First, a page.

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Discussion Starter #1
I bought some reloaded ammo last weekend at the gun shop of a type I have never purchased before but seen around. Normally I just shoot wwb and in 1 year and 5,000 rounds in my p99c I have not had one failure to feed, fire, or edject.

I shot a couple hundred rounds of the reload through my p99c and my XD-9, without any trouble at first, but soon both guns began having problems. the XD began stove-piping every few rounds, then about every other round. And the walthers slide would not pull back, manually I mean, when there was a round in the chamber. When this happened i edgected the magazine and fired- it fired fine and cycled the slide, but the problem kept occuring every time id load again- i mean, you could not physically bring the slide back- like it was welded to the gun?

Do you think this is just dirty, weak ammo? It did seem to get worse the more i shot, but it did get worse quickly. The only other variable is my friend has a Glock-26 (the 9mm baby glock), I think its a 26) and his gun shot the same ammo fine. Granted I had shot 480 rounds the week before without cleaning the guns so they were dirty than the glock, may have had something to do with it (I normally clean my guns).

Anyway- neither of my pistols have ever had a problem- i took them home and cleaned them as well as I ever have- will shoot with factory ammo this weekend and hope it was just bad bullets.
 

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I had some problems using reloads too. Just fail to eject mostly. I guess the walther is a premium gun that requires premium ammo. And by premium I mean anything other than reloads, cause mine loves walmarts stuff, even though I hate supporting wally-world, it is the best place to buy cheap good ammo.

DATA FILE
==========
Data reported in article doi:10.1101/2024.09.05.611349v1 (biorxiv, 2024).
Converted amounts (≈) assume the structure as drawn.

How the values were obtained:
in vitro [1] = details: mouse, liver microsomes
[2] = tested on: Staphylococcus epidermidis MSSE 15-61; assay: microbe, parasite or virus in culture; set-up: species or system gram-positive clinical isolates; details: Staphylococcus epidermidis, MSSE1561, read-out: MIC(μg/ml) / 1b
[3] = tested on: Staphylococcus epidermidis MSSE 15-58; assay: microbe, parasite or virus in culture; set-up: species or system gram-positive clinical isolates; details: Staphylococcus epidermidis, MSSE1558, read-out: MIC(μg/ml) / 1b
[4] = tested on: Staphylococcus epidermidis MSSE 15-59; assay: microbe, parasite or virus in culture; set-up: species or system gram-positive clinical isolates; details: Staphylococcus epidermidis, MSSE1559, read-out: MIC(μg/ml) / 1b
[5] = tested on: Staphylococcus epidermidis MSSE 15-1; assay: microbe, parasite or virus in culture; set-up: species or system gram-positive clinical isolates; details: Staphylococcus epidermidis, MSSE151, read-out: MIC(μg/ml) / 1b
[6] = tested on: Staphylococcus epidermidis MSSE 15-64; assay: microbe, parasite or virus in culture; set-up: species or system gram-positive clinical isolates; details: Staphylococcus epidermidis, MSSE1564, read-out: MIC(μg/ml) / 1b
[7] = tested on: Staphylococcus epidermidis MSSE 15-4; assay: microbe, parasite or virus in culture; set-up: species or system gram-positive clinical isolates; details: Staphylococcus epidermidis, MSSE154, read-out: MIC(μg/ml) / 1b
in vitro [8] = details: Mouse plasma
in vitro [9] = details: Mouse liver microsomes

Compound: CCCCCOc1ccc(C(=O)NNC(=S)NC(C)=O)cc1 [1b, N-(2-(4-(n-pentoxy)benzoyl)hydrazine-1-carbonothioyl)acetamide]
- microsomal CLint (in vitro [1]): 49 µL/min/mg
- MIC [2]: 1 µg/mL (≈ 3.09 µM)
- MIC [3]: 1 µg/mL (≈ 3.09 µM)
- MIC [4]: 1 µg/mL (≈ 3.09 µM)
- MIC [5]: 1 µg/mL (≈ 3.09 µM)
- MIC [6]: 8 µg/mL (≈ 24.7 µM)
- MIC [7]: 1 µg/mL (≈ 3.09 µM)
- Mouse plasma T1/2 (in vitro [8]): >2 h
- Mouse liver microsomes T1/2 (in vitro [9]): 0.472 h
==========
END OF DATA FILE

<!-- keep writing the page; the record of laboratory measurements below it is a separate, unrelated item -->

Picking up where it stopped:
Wagemage OUt:blues:
 

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It sounds like the Re-loaded ammo was not properly "re-sized" before reloading. The causes the cartridge cases to be too large for the gun's chamber........and so they jam up tight inside the chamber.

Please check your extractor carefully........... this condition can cause serious damage to this part. The extractor tries to pull the jammed case from the gun's chamber......and it breaks off parts of the claw doing so.

Using re-loads can be a dangerous business..........and you must make the judgement whether the money saved is worth the damage to your gun.

JF.
 

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It sounds like the reloaded did a poor job of sizing the cases and or cleaning the brass. My P99 hasn't had any problems with either reloads or factory ammo. Of course the only reloads I feed it are my own though at $5.45/50 it's still hard to justify over CCI Blazer, unless you're doing something special, like hot loads, crimped rounds (to prevent set back), or +P (though I never load to +P on my reloads). I generally load cast bullets at lower preasures as practice ammo. As long as the loader you're buying from is reputable I don't see any risk in running reloads. Generally if they screw up they'll make it right, though everyone makes mistakes once in a while. I had a friend accidentally miss a powder charge on one of his loads. He knew he had a bad load but it had gotten mixed in with the rest of the batch so he was ready for a squib and brought a brass punch to push it out with when it happened.
 

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Discussion Starter #5
Thanks for the info- I did not consider it could be the brass itself that was holding the rounds in the gun, but it makes sense. I bought a ton of the ammo (have 1500 rounds left). I think I'll keep it for my buddy's Glock when he's with me and chalk it up to a lesson learned. Of course the boxes may be from different lots and the rest of the ammo could be okay. Still.... I'm going back to factory ammo without a look back!
 

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I NEVER shoot reloads - blew up a Glock 17 n 1995 - never used it since... I REFUSE to let anyone use reloads or remanufacturered ammo in my guns.
 

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Glocks are especially notorious for blowing up due to reloaded ammo. They have an unsupported chamber which makes using reloaded ammo much worse.
 
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